Retaining talent: Assessing relationships among project leadership styles, software developer job satisfaction, and turnover intentions

by Westlund, Steven G., Ph.D., CAPELLA UNIVERSITY, 2007, 199 pages; 3288701


The retention of information technology employees has been a problem in many organizations since the 1970s. When key software developers choose to leave a firm, they may depart with critical knowledge of business processes and systems which are essential to maintaining a competitive advantage. There is even more cause for concern when turnover occurs before the completion of a project because of the increased risk of failure. The purpose of this quantitative correlational study was to assess the relationships among project leadership styles, software developer job satisfaction, and turnover intentions. The primary aim of this research was to determine whether satisfaction with supervision or overall job satisfaction is more significantly related to software developer turnover intentions. The secondary objective was to recommend leadership styles associated with job satisfaction as a means to increase retention. Data was collected from a sample of software developers in the United States using on-line and paper-and-pencil questionnaires. The survey incorporated demographic items and instruments that measured perceived transformational, transactional, and laissez-faire leadership styles, facets of job satisfaction, and turnover intentions. The researcher used principal components analysis to reduce the nine leadership styles to factors of proactive and reactive leadership. Relationships among the variables were assessed through linear regression and parametric measures of association. The results revealed that proactive project leaders tend to have more satisfied project team members. Reactive project leadership was associated with less satisfaction. The results also showed that developers who have lower turnover intentions have higher satisfaction with supervision and greater overall job satisfaction. Higher turnover intentions were associated with lower satisfaction with supervision and lower overall job satisfaction. This study showed that the participants' turnover intentions were influenced more by overall job satisfaction than satisfaction with supervision. Overall job satisfaction was found to be significantly and negatively related to turnover when controlling for the effect of satisfaction with supervision. However, the relationship between turnover and satisfaction with supervision alone was not found to be significant. This suggests that software developers quit their organizations, not their supervisors. Implications of these findings are discussed along with recommendations for researchers and IT professionals.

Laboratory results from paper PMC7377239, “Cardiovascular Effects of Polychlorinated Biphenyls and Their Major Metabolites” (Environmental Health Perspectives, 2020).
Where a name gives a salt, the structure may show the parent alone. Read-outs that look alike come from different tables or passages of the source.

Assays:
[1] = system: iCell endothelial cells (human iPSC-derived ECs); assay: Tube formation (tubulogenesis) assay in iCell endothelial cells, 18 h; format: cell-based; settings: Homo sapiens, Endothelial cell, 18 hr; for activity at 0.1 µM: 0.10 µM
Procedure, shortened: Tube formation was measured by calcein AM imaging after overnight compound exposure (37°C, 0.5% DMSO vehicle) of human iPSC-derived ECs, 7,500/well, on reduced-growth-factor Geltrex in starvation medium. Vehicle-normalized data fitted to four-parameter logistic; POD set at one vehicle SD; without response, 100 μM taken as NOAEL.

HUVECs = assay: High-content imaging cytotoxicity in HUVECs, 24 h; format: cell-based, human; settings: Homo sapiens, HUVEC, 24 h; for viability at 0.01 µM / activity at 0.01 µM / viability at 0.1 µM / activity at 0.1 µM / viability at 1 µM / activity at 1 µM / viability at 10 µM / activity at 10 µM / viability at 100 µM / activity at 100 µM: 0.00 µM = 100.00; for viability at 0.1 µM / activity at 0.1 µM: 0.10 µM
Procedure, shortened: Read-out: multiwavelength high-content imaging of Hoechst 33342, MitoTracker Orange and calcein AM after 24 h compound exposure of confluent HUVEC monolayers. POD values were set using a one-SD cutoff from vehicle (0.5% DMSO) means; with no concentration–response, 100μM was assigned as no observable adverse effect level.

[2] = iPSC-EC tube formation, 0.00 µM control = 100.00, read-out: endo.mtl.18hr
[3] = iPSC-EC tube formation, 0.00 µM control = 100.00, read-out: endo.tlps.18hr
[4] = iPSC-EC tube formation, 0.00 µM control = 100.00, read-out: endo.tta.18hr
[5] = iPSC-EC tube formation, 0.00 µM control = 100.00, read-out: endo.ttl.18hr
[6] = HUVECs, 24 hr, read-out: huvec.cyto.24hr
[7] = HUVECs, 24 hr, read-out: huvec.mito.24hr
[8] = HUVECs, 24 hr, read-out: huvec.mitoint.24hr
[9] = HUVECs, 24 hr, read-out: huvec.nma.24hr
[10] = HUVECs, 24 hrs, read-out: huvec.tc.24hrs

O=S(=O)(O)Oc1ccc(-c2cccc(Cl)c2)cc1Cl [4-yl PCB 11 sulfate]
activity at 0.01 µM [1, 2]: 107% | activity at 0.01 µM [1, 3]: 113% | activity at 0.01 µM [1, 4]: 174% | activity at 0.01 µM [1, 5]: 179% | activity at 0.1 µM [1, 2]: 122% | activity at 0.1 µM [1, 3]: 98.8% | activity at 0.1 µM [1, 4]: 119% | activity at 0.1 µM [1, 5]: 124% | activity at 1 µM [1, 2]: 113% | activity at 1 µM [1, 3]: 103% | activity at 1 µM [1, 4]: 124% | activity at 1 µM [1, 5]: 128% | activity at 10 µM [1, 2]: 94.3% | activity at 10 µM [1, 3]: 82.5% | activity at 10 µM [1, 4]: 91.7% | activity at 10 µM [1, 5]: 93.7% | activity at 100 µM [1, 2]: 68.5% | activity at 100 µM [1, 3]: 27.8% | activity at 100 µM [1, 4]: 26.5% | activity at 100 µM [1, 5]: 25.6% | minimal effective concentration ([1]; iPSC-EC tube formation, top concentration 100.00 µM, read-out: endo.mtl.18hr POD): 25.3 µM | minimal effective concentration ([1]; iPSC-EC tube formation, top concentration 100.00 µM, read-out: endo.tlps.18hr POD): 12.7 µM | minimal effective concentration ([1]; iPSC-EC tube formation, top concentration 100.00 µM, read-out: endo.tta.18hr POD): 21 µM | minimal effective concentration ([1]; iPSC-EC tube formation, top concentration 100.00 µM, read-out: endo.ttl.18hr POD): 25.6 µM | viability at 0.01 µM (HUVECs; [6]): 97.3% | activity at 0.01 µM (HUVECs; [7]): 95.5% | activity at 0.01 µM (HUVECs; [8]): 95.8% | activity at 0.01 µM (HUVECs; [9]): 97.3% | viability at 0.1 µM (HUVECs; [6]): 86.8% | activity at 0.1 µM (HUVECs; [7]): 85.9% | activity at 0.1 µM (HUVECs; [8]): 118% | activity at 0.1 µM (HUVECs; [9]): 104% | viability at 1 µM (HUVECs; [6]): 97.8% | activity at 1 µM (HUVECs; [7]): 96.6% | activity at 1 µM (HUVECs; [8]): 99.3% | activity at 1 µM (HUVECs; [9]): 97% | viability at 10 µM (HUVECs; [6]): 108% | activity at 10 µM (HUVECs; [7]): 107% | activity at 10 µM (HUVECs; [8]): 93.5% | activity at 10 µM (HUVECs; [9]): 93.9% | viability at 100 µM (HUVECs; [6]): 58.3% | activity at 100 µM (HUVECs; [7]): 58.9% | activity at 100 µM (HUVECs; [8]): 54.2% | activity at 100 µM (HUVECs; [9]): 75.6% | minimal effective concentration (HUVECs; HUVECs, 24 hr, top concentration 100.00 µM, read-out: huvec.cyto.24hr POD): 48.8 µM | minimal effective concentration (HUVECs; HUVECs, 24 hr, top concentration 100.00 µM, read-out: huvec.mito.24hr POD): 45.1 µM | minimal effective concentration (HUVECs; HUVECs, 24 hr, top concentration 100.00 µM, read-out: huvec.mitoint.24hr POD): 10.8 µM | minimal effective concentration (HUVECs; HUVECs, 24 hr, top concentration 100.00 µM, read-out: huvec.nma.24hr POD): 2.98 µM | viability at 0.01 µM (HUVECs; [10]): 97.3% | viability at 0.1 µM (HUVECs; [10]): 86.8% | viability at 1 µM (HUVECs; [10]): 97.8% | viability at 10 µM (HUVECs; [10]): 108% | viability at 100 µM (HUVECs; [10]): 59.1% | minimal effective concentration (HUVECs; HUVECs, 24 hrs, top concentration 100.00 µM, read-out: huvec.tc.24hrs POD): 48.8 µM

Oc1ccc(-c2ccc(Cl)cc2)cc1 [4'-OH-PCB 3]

AdviserJohn Hannon
Source TypeDissertation
Publication Number3288701

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